2. The upcoming CESA Symposium and restoration
As leaders, we need to be restored spiritually, relationally, and intellectually. After a very difficult year, we were hoping to be on the other side of this by now, but we aren’t quite there yet. Things like strategic plans and exciting vision-casting have had to be put on hold as we’ve had to focus on so many issues that aren't foundational to our missions. That is why the topic of this year’s CESA Symposium is Restoration. Pursuing restoration is critical as we move ahead and out of the chaos of the last 18 months. The increasingly dominant place that secular narratives hold in our families’ lives means that our leaders are craving the ability to talk about the foundational, mission-focused things. Now is the right time to think about the grander themes in terms of our own leadership and in terms of how we can create a cohesive, Biblical narrative within our schools and communities.
3. Building a Gospel narrative for your community
It is essential to recognize that we tell an implicit story and create implicit definitions whether we want to or not. People will hopefully walk away from the symposium reflecting on the lens and the narrative they are creating in their schools. What is the narrative we are creating, and how is it going to impact the life decisions that our students make? If we do not help them find definitions for the things that truly matter, they are going to define these terms on their own. Begin to consider now what you are communicating. Ensure that your school’s goals, mission, and definitions of key topics are Biblical, and that their meanings are clear to your staff, students, and families.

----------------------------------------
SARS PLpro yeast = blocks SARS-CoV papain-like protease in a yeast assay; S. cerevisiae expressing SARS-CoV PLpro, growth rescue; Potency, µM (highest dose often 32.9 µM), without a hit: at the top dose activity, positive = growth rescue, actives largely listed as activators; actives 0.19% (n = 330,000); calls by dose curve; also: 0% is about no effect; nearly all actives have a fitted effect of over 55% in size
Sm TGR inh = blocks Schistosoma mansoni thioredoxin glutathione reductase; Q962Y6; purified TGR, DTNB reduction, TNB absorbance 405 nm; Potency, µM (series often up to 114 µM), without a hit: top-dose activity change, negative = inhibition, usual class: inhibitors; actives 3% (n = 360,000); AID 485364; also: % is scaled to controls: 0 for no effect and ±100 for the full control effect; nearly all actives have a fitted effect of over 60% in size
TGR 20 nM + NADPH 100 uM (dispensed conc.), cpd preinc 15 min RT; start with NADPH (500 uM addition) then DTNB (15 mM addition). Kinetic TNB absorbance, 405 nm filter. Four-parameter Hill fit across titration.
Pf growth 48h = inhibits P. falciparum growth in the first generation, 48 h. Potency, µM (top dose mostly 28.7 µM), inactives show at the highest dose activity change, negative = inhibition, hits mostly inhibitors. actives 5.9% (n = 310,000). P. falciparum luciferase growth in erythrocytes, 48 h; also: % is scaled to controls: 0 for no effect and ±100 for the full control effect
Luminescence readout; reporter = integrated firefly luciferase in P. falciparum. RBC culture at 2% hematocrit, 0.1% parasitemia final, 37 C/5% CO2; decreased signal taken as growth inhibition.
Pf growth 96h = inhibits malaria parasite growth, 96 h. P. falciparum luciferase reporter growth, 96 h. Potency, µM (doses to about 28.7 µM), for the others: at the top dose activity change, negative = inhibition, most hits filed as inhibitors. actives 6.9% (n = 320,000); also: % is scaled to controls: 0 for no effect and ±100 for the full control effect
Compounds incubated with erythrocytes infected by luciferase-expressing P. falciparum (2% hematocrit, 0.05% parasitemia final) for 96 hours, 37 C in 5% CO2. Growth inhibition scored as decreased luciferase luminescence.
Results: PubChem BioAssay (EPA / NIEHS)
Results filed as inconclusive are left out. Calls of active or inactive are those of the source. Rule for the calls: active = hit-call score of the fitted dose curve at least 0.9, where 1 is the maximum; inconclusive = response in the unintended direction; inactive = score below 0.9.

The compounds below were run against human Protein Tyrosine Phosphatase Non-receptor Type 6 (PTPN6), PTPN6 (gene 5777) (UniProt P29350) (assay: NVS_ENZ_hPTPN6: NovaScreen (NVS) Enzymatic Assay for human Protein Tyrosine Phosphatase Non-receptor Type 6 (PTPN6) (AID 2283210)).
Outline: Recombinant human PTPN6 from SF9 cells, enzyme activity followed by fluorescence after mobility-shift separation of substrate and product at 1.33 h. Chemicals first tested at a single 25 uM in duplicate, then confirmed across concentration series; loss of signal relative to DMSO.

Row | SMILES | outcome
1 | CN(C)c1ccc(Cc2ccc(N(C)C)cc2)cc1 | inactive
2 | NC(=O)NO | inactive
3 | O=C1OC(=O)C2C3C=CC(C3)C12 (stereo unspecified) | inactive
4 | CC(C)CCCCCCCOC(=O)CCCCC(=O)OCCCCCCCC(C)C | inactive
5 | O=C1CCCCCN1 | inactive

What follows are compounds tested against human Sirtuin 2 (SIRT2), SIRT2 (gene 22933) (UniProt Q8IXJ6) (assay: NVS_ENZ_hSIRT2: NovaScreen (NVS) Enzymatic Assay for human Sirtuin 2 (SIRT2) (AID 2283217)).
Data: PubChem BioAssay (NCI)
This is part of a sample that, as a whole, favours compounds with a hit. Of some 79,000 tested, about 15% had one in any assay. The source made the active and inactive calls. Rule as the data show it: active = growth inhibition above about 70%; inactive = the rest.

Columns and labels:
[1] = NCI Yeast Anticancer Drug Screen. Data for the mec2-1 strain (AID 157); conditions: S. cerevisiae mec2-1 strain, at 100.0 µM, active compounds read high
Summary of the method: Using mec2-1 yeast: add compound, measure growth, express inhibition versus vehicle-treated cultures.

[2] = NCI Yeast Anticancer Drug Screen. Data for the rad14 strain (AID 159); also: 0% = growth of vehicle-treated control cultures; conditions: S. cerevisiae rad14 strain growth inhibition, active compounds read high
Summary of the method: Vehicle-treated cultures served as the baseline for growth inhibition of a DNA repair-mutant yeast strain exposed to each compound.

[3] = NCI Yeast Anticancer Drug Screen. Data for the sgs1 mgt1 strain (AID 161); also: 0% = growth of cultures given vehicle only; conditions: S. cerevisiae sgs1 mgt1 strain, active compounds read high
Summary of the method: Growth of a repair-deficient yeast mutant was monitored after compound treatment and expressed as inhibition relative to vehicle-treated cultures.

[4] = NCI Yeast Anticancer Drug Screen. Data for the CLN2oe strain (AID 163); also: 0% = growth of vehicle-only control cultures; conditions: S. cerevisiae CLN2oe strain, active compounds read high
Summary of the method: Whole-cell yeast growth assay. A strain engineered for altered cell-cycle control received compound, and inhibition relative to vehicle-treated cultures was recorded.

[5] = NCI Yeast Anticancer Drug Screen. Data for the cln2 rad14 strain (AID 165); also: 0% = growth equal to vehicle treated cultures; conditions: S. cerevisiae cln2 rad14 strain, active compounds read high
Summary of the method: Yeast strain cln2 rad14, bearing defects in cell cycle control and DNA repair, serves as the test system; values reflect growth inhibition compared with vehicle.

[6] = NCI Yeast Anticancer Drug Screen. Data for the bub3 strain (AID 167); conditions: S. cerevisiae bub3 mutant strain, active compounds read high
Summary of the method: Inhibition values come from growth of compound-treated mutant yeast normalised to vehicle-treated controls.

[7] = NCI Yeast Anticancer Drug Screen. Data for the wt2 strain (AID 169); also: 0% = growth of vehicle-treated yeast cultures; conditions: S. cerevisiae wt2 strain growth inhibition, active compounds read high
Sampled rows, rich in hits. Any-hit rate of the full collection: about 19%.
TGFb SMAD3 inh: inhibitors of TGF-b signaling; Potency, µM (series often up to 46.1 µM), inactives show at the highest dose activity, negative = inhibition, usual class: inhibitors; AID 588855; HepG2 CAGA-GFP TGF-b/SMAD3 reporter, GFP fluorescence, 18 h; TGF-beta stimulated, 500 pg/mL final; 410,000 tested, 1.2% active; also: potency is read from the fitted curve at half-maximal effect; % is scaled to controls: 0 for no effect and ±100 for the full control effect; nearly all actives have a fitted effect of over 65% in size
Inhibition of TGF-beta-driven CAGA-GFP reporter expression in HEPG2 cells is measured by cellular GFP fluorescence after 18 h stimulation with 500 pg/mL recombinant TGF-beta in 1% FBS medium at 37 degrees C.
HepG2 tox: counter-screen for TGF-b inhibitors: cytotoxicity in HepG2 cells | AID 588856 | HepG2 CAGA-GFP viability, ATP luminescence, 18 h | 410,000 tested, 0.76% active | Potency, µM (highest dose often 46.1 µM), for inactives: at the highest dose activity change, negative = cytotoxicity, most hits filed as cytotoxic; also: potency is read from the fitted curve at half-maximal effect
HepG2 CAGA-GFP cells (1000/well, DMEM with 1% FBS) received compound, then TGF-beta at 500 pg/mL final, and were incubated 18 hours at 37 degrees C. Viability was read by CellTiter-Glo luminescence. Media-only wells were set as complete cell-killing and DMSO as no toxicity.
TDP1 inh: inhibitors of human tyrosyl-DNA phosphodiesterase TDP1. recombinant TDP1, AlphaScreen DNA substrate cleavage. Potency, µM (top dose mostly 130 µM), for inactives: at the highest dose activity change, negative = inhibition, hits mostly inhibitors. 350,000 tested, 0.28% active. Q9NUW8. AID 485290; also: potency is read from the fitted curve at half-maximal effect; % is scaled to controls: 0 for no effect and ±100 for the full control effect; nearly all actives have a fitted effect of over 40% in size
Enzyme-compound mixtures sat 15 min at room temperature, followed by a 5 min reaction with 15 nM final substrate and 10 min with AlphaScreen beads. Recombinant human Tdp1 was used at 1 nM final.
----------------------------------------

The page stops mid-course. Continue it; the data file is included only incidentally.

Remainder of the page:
Also keep in mind that we have to be pouring into our faculty the ability to consider our definitions as we think about the stories that our schools are telling. Your teachers, especially, will spend the most time directly with students. Equip them with the ability to define their terms well, before competing cultural forces get a chance to do it first.
4. Final encouragement as you head into a new academic year
What you are doing matters, eternally. Very few people are equipped to do that so well. But you don’t have to do it alone- you have earthly colleagues, yes, but Jesus is advocating on the throne in the presence of the Father for us. Katie advises that everyone, whether in education or another Christian field, take time to read the brief J.R.R. Tolkien story Leaf by Niggle. It is only a few pages, and you can read it in less than an hour. This story is a powerful reminder that though you may want to leave a personal legacy when you step away one day, what you are able to leave behind is limited. When you take time to look at your work with an eternal perspective, a cohesive Biblical worldview, may you be reminded that all of these things are coming together to make a masterpiece. Even the many challenges-- the people who are unkind, those who don’t understand what we are doing, the chaos, the COVID crises, the political disunity, and the burnout-- all these things work together for the good of those who love Christ.